Pregnancy Intention Screening: Changes in Staff Perceptions With Training [8K]

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Abstract

INTRODUCTION:

Integrating reproductive life preference (RLP) screening is part of a larger initiative to improve reproductive and sexual healthcare throughout the Los Angeles County Department of Health Services (LACDHS). The LACDHS implemented RLP training among clinic staff and evaluated impact of training on staff perceptions of the RLP questions and their incorporation into routine clinical care.

METHODS:

We collected pre- and post-survey data from training participants from April 2017 to September 2017. Survey items included RLP question knowledge, implementation confidence and attitudes on the importance of reproductive health. We analyzed changes with pre- and post-tests.

RESULTS:

A total of 175 medical staff—largely certified medical assistants (48.6%) and nurses (29.1%)—completed evaluation surveys. Analyses conducted on responses from staff who were already somewhat familiar with RLP questions revealed that by post-survey, staff more often perceived fewer barriers to implementing RLP questions in clinical settings, t(87)=3.34, P=.001; saw inclusion of RLP questions as helpful to their work, t(88)=−3.45, P=.001; and perceived the questions as helpful to information-gathering and the decision-making process, t(88)=−6.40, P=.001. Staff who were unfamiliar with RLP questions more often agreed that RLP questions improved the decision-making process and were useful to information-gathering at post-survey, t(75)=−2.37, P=.02.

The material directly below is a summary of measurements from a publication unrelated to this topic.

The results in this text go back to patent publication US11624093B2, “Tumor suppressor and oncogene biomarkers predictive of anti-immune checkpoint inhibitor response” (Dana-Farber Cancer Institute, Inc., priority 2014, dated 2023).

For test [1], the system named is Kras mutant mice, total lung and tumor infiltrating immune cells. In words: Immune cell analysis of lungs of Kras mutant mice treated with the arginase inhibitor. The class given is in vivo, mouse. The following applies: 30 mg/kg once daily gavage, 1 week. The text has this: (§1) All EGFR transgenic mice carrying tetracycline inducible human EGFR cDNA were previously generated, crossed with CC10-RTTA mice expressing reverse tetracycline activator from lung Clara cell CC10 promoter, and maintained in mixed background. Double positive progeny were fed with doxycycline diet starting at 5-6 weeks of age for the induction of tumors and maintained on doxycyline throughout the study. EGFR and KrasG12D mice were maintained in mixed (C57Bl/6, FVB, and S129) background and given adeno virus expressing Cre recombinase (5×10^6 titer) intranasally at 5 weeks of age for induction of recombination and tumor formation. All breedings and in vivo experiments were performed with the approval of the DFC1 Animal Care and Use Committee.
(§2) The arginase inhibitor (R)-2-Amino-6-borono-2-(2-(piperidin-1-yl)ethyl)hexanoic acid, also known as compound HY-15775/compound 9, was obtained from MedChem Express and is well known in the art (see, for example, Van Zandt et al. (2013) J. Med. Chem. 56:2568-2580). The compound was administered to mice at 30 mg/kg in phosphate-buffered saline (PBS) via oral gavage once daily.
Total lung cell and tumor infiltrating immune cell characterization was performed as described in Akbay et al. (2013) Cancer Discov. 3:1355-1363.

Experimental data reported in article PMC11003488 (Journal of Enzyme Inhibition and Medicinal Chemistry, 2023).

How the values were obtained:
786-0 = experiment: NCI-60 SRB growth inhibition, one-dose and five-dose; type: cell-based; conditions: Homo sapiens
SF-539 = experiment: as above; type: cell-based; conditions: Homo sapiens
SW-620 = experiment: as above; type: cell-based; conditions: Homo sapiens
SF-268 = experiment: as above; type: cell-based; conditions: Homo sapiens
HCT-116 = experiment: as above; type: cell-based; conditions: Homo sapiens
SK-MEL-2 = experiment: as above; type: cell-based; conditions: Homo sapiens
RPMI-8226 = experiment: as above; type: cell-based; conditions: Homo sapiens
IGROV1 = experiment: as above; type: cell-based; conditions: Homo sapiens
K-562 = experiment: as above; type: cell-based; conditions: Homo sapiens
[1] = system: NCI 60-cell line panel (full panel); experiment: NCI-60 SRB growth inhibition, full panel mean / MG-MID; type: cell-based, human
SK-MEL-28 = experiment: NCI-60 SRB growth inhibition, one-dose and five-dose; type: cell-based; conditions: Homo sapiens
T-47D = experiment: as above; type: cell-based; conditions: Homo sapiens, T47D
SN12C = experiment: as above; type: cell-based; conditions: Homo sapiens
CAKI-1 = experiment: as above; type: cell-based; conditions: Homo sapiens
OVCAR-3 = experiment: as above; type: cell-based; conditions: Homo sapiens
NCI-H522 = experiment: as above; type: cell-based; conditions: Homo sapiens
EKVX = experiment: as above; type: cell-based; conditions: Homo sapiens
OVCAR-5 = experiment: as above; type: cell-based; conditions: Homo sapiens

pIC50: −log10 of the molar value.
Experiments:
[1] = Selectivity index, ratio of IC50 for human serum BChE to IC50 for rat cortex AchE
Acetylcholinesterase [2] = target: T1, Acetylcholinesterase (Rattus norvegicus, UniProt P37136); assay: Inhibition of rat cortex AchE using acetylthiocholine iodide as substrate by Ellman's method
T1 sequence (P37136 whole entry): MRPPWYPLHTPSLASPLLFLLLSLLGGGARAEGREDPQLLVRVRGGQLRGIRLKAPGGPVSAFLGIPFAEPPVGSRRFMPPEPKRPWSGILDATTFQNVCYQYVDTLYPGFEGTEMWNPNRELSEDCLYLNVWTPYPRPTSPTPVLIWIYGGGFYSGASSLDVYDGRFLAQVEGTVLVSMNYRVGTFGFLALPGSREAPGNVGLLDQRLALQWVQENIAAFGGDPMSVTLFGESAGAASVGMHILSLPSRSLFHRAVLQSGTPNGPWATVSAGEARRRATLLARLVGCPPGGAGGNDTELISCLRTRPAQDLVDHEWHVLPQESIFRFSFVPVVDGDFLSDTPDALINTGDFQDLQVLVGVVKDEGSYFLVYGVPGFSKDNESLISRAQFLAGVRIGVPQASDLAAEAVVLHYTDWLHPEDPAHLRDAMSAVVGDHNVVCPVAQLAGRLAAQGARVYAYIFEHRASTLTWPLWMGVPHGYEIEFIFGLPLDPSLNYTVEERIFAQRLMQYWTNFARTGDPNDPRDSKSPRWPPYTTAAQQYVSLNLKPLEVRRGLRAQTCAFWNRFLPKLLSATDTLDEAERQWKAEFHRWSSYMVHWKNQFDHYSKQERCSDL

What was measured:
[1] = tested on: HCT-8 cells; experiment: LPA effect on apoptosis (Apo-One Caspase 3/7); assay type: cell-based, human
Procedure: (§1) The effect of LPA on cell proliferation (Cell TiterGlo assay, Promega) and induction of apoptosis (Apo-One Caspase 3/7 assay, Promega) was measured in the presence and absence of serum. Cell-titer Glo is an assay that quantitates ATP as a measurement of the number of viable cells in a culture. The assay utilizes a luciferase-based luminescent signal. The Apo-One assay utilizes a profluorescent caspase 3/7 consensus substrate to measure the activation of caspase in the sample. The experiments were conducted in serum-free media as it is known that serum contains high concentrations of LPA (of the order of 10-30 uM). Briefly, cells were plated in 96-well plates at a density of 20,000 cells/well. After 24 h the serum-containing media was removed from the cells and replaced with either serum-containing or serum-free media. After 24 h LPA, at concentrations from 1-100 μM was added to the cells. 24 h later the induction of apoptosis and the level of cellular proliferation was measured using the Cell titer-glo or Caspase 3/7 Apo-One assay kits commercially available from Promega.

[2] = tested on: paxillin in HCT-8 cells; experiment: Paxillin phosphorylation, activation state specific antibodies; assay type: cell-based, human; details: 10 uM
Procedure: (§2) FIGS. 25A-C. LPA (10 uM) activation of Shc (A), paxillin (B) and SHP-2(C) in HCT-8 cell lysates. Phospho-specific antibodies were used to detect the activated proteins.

CONCLUSION:

Training demonstrated some impact on perceptions of RLP question's value. Future research will include how often staff ask questions prior to and following training to clarify if training also impacts practice.

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